The Indonesian consumer packaged goods (CPG) market has steadily grown over the past decade in view of rising purchasing power and improving living standards among the urbanising population. Demand of consumer durables including home & kitchen electronic appliances, smartphones and gadgets, as well as fast moving consumer goods (FMCGs) have both witnessed a steady growth, though in 2015, a weakening economy and inflationary pressures somewhat dampened the consumer sentiment, driving down demand.

Better times are expected ahead as consumers are seemingly more optimistic about spending, as per Bank Indonesia’s monthly survey in November, which showed consumer confidence index improve by 4.4 points to 103.7, crossing the 100-mark for the first time since August 2015.

As demand for CPGs rise amidst tightening competition from local and foreign players in the wake of AEC, it is imperative for marketers to understand better, the evolving tastes and preferences of Indonesia’s large middle class consumer segment. From online marketplaces to social media selling, internet connectivity is fuelling a fundamental change in the way consumers buy CPGs.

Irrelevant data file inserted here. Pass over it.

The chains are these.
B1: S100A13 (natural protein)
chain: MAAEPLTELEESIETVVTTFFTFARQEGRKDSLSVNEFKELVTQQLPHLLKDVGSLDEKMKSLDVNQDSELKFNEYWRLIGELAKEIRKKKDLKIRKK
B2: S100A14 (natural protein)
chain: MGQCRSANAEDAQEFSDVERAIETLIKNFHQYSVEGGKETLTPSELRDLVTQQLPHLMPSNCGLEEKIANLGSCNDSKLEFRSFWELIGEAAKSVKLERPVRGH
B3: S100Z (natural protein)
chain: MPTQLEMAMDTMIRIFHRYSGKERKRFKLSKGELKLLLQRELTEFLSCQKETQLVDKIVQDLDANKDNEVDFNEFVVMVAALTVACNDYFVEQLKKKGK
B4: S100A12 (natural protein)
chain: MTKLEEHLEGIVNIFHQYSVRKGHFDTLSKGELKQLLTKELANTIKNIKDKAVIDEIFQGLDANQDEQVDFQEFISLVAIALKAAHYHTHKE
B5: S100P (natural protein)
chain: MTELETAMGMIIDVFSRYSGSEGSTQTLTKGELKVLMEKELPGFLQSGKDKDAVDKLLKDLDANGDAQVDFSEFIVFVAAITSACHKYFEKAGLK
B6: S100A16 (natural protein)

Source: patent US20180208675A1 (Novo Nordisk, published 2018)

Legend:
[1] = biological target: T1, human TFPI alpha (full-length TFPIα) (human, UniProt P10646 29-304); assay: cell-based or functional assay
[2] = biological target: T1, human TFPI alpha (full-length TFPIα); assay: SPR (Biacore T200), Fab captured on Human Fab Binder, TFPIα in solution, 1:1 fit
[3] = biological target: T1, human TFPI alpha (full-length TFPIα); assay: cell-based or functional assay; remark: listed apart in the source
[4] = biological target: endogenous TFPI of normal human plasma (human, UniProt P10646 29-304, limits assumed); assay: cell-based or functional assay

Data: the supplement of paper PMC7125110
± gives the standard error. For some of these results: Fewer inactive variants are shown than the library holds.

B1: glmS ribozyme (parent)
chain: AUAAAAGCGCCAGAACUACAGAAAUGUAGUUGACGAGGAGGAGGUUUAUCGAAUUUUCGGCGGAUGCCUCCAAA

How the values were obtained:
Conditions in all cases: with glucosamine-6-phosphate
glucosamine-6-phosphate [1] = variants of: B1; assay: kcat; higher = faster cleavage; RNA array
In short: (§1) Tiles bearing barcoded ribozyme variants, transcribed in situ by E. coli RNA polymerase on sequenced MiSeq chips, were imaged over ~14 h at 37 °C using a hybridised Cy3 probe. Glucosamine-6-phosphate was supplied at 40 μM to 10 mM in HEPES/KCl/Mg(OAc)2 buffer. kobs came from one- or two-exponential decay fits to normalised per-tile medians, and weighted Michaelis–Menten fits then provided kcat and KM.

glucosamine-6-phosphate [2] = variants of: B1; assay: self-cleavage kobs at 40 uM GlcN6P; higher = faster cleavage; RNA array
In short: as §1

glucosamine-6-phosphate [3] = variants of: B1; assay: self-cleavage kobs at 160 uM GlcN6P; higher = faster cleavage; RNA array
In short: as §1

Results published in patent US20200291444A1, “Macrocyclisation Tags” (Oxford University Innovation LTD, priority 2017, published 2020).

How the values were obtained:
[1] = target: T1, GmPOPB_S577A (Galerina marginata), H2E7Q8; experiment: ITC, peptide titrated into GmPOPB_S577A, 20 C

As youth become more armed with greater disposable incomes, women become more independent in their decision making and netizen transact more and more online, it is important that businesses study carefully these Youth, Women & Netizen (YWN) as core segments of the consuming class. In order to understand their anxieties and desires, needs and demands as well as to assess their financing spending behaviour, choice of brands and preferences, MarkPlus has been conducting YWN Surveys for five years now. Some of the interesting insights from 2015 study are as follows:

Women – Key decision-makers for durables

It is largely known that women are key household financial managers as well as decision-makers for most household FMCG products, including groceries, staples, and toiletries. However, based on the 2015 YWN survey conducted by MarkPlus Insight across 18 cities in Indonesia earlier this year, it seems that women in Indonesia are also self-reliant in terms of determining their product preferences for durables including furniture and home electrical appliances. Among the 5,728 total respondents – out of which 64.7% were married – 57% of the women aged between 20 and 49 years old were primary decision makers while buying household electronic items by themselves, while 22.6% of them decided with the help of spouse/partner. Even for furniture, 44% of the women took the decision on their own, compared with 26% with the help of spouse/partner.

In fact, for their personal gadgets like smartphones and tablets, women in Indonesia seem to be well-informed to make their own choices, as up to 70% of them take their own decision, while 15% decide on their gadgets with the help of their partners.

The results do not vary any significantly based on social economic classes, which means women across all SECs, from lower middle income groups to affluent, are becoming increasingly independent to not only determine their own choices, but also key decision-makers for household durables.

Brand Reputation is Top Consideration

brand reputation